Who’s the darkest of them all?

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• What is my fault? A still from the film on atrocities against Dalits
What is my fault? A still from the film on atrocities against Dalits

On 16 January, as the evening fog swirled through the tree-lined avenues of the Capital, a prime cultural destination hosted the screening of a documentary titled Mlechha Sanhaara — India’s First Kalki Project. The film held up a mirror to modern India and dared the nation to face its demons. But it may have passed you by. That’s because the documentary dealt with a deeply disturbing issue — naturally for the victims but also for the direct and indirect perpetrators. That issue is the fact that atrocities on Dalit communities in the country are rampant, unabated and on the rise.

The film argues that India’s Brahmanical religious texts describe those who do not adhere to such principles as Mlechha — the non-Aryan, impure, dirty barbarians. In fact, it says, according to this belief system, Kalki — the 10th incarnation of Lord Vishnu — would one day come riding a white horse, annihilate all Mlechhas and establish Vedic-Brahmanical supremacy in the world.

The film, in Odia with subtitles in English, lays bare how one may discard this religious prophecy as a fanatical fantasy, and yet some kind of Kalki or the other has always been let loose on the so-called Mlechhas in India.

Among them, the Dalits have been facing untold violence — both direct and structural — right from the beginning.

In the context of Odisha, the Kandhamal carnage in 2008 is a stern reminder of Mlechha Sanhaara being in operation always and everywhere. In search of the contours of India’s Kalki Project,the documentary, directed by Subrat Kumar Sahu, travels through various villages in Odisha’s Bolangir district and narrates the infamous 2012 Lathore carnage and its consequences — a ravaged village and villagers bereft of even basic necessities.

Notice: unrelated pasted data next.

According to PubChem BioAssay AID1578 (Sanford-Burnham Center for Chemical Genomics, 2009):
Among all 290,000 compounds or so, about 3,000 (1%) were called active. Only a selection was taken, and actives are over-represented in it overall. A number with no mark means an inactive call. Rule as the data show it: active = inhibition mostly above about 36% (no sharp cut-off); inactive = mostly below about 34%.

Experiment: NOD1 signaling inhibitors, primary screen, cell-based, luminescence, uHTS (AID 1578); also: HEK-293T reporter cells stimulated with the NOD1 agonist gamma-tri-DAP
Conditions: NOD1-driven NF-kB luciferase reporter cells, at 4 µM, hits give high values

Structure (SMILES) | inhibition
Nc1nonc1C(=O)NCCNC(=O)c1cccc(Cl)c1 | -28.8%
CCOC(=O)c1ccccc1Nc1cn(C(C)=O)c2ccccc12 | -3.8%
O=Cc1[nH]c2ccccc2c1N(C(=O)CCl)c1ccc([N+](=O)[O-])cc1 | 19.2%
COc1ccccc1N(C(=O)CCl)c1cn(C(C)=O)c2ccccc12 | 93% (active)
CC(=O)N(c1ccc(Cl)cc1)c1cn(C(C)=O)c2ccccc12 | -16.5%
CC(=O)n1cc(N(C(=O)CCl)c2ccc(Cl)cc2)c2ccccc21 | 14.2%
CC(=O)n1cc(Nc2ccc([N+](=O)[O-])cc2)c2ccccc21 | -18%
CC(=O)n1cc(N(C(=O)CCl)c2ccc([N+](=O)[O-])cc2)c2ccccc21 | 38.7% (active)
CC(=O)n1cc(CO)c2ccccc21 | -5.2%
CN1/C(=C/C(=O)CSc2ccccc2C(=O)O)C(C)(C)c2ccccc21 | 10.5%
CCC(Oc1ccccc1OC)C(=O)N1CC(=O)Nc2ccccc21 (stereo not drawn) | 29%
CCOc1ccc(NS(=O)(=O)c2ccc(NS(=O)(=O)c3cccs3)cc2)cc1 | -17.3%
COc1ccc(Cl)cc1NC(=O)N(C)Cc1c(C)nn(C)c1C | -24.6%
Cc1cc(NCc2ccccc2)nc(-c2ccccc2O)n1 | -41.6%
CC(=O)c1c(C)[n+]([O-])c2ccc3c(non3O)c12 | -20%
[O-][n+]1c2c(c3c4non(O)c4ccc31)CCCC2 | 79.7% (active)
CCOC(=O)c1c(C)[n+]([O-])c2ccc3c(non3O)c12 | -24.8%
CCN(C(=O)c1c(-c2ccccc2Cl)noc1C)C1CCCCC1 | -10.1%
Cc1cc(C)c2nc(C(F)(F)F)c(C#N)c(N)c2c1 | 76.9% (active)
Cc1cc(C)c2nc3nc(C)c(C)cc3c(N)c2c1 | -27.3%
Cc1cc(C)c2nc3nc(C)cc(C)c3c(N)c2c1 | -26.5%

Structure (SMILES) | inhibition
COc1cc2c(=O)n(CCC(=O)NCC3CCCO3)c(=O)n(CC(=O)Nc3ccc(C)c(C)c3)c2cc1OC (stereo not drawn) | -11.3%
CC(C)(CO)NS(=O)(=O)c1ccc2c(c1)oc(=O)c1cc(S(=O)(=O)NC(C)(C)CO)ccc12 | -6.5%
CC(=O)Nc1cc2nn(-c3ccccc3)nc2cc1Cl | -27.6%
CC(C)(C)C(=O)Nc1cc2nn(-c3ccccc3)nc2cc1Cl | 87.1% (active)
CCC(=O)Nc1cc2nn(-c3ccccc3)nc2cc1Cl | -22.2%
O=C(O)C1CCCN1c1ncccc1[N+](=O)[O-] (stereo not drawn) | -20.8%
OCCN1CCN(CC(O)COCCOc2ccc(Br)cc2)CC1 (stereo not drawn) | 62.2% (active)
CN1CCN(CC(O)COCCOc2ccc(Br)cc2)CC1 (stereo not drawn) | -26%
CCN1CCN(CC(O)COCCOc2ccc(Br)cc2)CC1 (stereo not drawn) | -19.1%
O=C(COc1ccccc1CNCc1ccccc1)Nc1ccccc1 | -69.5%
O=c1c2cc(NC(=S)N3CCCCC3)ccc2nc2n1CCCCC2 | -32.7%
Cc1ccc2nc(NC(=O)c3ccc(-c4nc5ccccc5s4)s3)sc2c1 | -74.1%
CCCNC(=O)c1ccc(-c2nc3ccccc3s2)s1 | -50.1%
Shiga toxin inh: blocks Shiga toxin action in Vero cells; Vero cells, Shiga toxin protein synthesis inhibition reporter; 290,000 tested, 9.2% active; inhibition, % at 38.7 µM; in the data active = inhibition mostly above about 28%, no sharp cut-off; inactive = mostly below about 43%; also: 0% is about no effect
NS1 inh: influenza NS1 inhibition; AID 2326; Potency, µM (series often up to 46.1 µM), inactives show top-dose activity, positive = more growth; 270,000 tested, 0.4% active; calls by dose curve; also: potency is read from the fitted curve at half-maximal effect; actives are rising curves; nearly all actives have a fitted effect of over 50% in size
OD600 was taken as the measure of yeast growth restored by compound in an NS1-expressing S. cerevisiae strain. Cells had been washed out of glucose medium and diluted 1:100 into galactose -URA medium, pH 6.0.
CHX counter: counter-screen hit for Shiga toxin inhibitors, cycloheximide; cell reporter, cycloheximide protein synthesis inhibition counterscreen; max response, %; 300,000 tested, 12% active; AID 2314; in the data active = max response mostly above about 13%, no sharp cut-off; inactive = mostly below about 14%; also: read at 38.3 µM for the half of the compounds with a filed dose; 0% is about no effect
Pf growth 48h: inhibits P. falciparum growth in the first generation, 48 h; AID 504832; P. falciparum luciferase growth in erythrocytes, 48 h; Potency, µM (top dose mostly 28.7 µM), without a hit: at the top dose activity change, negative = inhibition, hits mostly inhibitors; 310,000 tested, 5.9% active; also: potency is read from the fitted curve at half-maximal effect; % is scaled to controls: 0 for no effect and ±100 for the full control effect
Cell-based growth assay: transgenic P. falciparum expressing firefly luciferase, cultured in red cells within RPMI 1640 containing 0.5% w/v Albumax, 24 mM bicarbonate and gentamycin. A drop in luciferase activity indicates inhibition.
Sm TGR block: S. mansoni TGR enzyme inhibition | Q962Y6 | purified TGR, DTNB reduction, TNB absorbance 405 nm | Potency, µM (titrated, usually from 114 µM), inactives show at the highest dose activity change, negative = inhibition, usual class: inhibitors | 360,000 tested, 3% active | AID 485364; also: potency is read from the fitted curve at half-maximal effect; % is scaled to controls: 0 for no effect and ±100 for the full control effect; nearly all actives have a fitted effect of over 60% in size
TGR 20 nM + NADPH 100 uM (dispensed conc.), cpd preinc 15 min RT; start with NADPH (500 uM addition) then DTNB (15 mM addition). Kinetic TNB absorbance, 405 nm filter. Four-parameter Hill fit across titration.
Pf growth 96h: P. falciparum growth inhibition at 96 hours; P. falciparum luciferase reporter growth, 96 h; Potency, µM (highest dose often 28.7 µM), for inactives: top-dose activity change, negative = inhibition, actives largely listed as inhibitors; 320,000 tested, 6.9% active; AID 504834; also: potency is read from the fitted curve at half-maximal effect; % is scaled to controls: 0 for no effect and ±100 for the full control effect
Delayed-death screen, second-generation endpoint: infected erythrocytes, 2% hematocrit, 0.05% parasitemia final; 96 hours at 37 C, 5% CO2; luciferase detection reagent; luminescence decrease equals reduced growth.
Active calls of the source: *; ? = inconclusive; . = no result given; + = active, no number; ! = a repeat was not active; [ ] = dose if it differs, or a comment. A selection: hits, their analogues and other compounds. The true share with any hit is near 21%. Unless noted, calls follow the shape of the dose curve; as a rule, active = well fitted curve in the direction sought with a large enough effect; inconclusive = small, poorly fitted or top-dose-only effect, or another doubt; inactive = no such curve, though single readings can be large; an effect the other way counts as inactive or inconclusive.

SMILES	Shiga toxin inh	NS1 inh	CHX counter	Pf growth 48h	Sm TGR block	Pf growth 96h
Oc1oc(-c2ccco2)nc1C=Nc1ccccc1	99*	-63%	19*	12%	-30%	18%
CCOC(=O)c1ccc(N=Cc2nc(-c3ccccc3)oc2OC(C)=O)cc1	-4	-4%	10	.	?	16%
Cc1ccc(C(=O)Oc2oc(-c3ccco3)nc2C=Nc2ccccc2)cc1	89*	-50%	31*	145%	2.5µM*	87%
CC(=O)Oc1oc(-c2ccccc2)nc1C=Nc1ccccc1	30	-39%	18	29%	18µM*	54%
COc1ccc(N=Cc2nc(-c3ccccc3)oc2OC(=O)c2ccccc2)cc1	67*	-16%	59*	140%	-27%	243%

The film weaves together several narratives, each bearing testimony to the crimes committed against Dalits by the feudal and ‘capitalist’ forces in these villages. Among these narratives is that of Rabi Bag of the Kuimunda village and that of a Dalit woman of Dhandamunda village whose colony was vandalised in May 2012. The film is strewn with numerous heart-wrenching recollections, including poisoning of tubewells, stone pelting (Amabahali village, 10 October 2011) and vandalising of Dalit villages.

Furthermore, this film does not flinch from an honest presentation of how the administration aids these crimes. Through a series of confrontations with government officials, Sahu unravels the conspiratorial nature of these crimes.

With its strong condemnation of the casteist outlook of the State, the film lays bare the ‘whys’ and ‘hows’ of the forces that sustain it. One of the notable devices that the director uses is the recurrent image of men ploughing and singing a short, lilting song — “Not from anywhere else, we are born from the mother’s womb. That the priests are lying, we know it well”.

Despite being 125 minutes long, the documentary easily manages to dodge triteness through its realistic portrayal of incidents. Sahu, with his audacious and honest presentation of the daily ordeals faced by Dalits, strips the State’s façade and calls for the need for an alternative hegemony, where the notion of democracy is not merely relegated to urban India.

Although taking up this topic and talking about it ‘too much’ may be anathema to a major section of society, including the mainstream media, there’s a reason we must. That reason, translated from Latin, is: The darkest places in Hell are reserved for those who maintain their neutrality in times of moral crises.

 

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